The formula for success for the post-Victor Oladipo Indiana Pacers has been pretty simple: put together a complete game and good things have come from that. Too often however, they’ve seen winning efforts fade away on the back of a single stretch of basketball. Whether it be a five minutes, a quarter, or a half, the Pacers have quite literally shot themselves out of numerous games and it’s been a trend that’s unfortunately carried over to the playoffs.
In Game 1, their seven point halftime lead evaporated after the Celtics drubbed the Pacers 26-8 in the third quarter. Tonight, that collapse was again unavoidable as they were again outscored big in a single period, this time 31-12, and this time in the fourth quarter after holding a 79-68 lead after three.
The Pacers got that double figure lead behind another night of superior effort. They managed to frustrate the Celtics defensively early and often, capitalizing big on fast break points and points off turnovers to put them ahead in the first quarter. After Boston got off to a quick start, Indiana jumped ahead on a 13-0 run, helping them to ultimately build an eight point lead in the quarter.
Boston quickly tied the game, but the Pacers responded, closing the quarter up four, and again making it an eight point game early in the second. Indiana was never able to push the lead into double figures in the first half, in large part due to the heroics of Kyrie Irving, who did any and everything to keep the Celtics alive in this one, dragging them into the lead at halftime.
Out of the half, the Pacers quickly eclipsed their eight points from Sunday while simultaneously keeping pace with the Celtics out of the half. Up 60-58, the Pacers scored 10 straight points to break through into double figures. That lead wasn’t entirely safe with Irving playing at such a high level, but Tyreke Evans the Pacers had an answer every time, keeping them up heading into the fourth.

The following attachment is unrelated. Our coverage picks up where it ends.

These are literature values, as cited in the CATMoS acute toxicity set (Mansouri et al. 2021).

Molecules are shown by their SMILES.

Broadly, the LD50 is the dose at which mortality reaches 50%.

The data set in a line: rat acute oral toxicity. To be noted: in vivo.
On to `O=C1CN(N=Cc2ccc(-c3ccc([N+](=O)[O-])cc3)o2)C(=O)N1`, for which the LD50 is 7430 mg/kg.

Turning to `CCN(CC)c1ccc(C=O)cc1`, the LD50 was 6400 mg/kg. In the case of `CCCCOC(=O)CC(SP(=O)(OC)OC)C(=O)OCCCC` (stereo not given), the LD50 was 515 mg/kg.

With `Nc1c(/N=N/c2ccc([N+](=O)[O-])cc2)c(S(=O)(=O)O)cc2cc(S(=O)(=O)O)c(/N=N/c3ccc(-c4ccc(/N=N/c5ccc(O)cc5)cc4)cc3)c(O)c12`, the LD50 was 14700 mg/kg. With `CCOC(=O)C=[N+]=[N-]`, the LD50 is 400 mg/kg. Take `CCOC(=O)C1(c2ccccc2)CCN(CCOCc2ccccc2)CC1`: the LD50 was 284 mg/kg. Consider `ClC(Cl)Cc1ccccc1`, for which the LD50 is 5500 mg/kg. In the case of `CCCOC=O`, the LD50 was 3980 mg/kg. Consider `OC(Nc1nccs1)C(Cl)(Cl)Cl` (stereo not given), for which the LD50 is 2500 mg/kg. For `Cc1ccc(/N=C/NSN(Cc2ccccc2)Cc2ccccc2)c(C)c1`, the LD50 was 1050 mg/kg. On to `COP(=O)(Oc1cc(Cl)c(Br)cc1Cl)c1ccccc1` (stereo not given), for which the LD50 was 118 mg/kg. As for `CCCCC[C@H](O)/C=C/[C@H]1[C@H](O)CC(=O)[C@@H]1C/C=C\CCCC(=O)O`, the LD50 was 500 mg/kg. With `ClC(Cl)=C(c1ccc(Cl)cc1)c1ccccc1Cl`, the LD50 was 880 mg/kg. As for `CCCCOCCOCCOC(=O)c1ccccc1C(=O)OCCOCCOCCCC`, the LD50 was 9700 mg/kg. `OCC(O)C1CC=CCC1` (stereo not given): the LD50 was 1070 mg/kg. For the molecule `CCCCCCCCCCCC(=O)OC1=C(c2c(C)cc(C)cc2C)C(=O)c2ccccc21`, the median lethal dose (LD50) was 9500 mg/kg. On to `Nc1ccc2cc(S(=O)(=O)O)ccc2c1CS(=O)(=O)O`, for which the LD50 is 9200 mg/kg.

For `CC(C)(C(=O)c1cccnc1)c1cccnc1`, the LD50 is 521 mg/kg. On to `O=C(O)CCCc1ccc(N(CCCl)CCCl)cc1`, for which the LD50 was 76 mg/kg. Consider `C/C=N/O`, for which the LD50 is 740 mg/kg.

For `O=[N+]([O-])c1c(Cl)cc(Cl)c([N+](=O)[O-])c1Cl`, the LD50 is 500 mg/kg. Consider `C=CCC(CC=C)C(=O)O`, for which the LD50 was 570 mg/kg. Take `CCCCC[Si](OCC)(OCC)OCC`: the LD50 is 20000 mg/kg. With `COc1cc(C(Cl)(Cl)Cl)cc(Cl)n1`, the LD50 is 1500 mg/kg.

Evans hit a three, his third, to give the Pacers an 82-70 lead early in the fourth, but a Bojan Bogdanovic miss at the rim, coupled with a sudden inability to rebound the ball gave the Celtics life. They scored six straight, four of those coming off of offensive rebounds. Evans had an opportunity to stem the tide at the free throw line, but clanked both attempts.
Jayson Tatum made it a four point game. The Pacers missed again, following it up with a shot clock violation on a missed layup. After getting a much needed stop, Thaddeus Young saw a layup of his own jump inexplicably out of the basket, setting up Irving to hit a three to make it a one point game.
Indiana came up empty on their next three shots, including another shot popping out of the basket from Darren Collison and a failure to capitalize off of a big turnover. Irving meanwhile continued to terrorize the Pacers, taking the lead on a three and then making it a four point game. By the time the dust settled, the Celtics had scored 16 straight points while the Pacers missed 10 straight shots.